Her mere presence, not to mention her body of work, demands respect. I admit I was nervous to meet her and was timid as I sat down at the table. As we dined over several hours we got a peek into the Chef herself. She was very personable and almost immediately we felt very much at ease. She is stern yet friendly, calm, insightful and quick to smile. Oh yeah, and it was one of the best meals I have ever had in my life.

But back to my movie deal, which, of course, would be the next logical step after I started my recipe blog. I would first need to cast the appropriate actors. Chef Quintana could be played by, well, any actress that could keep a ponytail like this would fit the bill.


And for my role, in keeping with the Holloywood traditional of glorifying one's appearance while casting for the "true-story" role, Jack Black would likely be the perfect fit.

In stretchy pants, of course. 

Or, being a half-Filipino American, my role could of course be played by one of Hollywood's half-Pinoy actors, such as Lou Diamond Phillips (you thought he was Mexican, didn't you?). He is getting a little old, though, and his hair a little short; ideally he would still be in his mullet years for this role.


So anyway, stop staring into Lou's dreamy eyes and follow me as I explain how I cooked this incredible recipe. I have cooked many recipes from this book, but I went for something I hadn't done before: Camarones en Adobo, or Shrimp in Adobo sauce.

Cooking mole can be complicated and intimidating, starting with the ingredient list. This recipe starts with 10 chile anchos, stemmed, seeded and roasted. Then add them to a blender with 1 medium white onion, 8 garlic cloves, 1/2 cup each of white vinegar, apple cider vinegar, water, olive oil and piloncillo (a hard Mexican brown sugar that you will need a rock or a hammer to break up). Also add a teaspoon each of white pepper, black pepper and allspice; along with a 1/2 teaspoon of cumin and 6 cloves. Sounds interesting so far, no? You will also throw in 3 bay leaves, 8 sprigs of thyme and a couple stems of basil. Finish it off with 3/4 of reduced chicken stock. Salt to taste.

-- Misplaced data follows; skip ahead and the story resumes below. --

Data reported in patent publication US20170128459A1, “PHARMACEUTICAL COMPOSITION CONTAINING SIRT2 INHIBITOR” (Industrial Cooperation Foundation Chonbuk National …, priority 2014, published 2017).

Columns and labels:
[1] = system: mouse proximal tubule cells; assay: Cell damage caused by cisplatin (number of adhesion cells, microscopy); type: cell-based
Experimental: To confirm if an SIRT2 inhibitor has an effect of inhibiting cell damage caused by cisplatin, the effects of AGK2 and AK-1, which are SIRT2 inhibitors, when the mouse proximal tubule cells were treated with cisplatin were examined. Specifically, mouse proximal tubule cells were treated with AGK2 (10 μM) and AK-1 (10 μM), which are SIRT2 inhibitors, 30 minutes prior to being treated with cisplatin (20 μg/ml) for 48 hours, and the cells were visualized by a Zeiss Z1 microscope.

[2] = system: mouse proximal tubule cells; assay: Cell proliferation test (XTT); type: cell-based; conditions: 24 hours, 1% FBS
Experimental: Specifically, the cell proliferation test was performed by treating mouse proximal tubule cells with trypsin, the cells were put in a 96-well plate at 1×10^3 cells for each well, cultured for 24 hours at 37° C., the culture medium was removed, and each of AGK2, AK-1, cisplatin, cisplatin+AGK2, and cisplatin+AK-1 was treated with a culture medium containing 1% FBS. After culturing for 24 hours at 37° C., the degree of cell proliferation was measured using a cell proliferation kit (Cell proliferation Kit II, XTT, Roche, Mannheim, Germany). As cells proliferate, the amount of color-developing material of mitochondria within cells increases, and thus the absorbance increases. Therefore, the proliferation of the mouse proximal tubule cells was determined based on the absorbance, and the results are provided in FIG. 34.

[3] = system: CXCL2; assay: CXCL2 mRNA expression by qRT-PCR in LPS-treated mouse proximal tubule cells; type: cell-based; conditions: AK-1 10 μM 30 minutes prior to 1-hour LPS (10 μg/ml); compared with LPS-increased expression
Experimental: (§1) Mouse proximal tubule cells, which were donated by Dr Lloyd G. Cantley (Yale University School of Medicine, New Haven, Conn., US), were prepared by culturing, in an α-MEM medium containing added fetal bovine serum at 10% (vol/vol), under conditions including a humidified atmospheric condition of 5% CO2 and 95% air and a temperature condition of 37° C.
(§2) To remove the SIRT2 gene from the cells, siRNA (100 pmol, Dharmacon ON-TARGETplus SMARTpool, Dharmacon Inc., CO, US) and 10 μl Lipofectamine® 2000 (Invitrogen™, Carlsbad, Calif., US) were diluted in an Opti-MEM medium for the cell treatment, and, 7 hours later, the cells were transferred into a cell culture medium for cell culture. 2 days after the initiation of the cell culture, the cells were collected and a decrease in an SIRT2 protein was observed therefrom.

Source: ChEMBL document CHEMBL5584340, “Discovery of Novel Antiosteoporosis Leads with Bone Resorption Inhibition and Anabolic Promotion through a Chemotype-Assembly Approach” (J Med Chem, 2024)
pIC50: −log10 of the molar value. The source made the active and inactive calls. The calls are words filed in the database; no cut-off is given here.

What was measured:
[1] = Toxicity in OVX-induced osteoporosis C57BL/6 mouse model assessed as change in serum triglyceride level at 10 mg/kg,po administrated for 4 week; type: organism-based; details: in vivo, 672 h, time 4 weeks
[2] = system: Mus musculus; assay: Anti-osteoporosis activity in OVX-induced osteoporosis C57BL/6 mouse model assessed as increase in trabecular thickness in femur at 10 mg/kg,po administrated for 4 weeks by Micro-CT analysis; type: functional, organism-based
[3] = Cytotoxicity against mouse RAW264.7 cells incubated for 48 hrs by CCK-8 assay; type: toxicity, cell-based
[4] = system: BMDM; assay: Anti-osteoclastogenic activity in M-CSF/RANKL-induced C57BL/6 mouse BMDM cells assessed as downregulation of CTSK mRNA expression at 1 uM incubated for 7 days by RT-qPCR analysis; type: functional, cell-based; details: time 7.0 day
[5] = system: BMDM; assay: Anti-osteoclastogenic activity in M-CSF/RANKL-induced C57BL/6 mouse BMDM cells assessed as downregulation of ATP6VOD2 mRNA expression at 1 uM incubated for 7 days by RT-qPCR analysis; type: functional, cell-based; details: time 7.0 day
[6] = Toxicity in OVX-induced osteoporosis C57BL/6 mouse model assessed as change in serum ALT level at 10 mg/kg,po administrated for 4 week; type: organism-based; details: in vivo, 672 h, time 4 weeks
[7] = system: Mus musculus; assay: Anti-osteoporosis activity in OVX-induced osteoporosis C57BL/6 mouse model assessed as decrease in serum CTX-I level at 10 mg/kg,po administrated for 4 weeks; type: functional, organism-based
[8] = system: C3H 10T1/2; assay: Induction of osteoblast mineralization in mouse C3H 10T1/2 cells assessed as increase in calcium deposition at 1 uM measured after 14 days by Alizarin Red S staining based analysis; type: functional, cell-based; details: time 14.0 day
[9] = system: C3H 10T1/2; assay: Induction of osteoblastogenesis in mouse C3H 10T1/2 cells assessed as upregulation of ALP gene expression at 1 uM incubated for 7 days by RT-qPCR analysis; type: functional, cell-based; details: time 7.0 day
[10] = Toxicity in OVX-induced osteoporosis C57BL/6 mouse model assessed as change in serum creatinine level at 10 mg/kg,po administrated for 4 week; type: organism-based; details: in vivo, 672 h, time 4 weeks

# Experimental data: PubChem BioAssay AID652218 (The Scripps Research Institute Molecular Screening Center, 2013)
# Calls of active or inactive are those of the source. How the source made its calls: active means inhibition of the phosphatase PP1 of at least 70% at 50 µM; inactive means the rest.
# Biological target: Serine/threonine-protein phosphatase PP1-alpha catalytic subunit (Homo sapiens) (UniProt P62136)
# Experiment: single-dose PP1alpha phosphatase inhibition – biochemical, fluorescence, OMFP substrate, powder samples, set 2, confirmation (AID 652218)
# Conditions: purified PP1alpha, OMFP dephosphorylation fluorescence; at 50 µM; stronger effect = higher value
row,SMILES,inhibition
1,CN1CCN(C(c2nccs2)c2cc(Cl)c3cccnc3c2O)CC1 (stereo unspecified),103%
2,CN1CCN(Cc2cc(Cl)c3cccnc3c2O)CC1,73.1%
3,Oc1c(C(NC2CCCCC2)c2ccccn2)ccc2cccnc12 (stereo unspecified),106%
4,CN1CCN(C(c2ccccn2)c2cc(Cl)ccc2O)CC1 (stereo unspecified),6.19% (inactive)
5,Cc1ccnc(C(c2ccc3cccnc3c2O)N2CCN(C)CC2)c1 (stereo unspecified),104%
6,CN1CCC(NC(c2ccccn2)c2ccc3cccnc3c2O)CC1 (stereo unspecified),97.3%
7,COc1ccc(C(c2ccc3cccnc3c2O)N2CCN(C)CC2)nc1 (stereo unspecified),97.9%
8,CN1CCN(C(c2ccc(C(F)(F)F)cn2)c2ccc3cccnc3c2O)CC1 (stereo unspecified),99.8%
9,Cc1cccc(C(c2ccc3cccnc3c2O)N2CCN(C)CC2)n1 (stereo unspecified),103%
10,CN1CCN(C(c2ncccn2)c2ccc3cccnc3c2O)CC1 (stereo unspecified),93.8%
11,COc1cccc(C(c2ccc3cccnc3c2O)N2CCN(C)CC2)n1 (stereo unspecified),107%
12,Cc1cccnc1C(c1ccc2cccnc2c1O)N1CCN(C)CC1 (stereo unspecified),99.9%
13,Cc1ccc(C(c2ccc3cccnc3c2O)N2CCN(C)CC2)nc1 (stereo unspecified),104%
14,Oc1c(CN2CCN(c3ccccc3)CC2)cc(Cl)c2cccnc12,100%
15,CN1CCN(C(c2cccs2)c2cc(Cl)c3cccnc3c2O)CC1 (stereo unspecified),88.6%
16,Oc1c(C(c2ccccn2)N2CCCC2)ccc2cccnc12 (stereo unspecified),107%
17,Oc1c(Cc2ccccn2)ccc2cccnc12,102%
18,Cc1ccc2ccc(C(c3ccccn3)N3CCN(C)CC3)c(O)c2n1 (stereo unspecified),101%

Despite the complexity of the ingredients, the process for this sauce is incredibly simple: blend all the above until you have a sauce. Let it sit for up to 12 hours (I sat mine for 3 or 4 hours) and then marinate a couple of pounds of shrimp in it. Sauté the shrimp and adobo in some olive oil for a few minutes and you are done.


She also suggests serving it with plantain. For these, you look for yellow-black plantains, slice them into long, not-too-thin slices, thickly coat a pan with vegetable oil, and fry away until golden brown on each side. Of course, Chef Quintana gets intricate with her presentation and throws in some rice and her fabulous refried black beans:


But here is mine, not looking all that bad, minus the basil garnish:


It was absolutely delicious. Knowing what went in to an intricate sauce like this helps discern all the flavors while eating it. It was also fun to see how the taste and smell changed through each stage of cooking. At first it was a strong smell of thyme, pepper and vinegar. After sitting, the chile began to dominate. During the cooking process, it smelled like walking into a spice store as hints of clove, allspice and cumin came out-- it was tremendously aromatic and powerful. The final product has a fine balance of many of the complex flavors-- it is bitter and spicy, sweet and salty-- the thyme is still pronounced and the shrimp does not get lost in the least.

It might be good that I never start this blog, because, cooking like this could become obsessive. And I wouldn't want to destroy my marriage by obsessively writing a blog about cooking someone else's recipes, getting a movie deal and then deciding that it was better to throw it all away and start chopping up animals in the back of a butcher shop in upstate New York. Apparently this is what happened to Julie herself. So I will just cut this off at the pass and say no to the movie deal up front. No doubt the only offer I would get would be from Kevin Smith and it would bomb anyway.

Until then, I will select another Quintana recipe to share in the not-too-distant future. Hope you enjoy.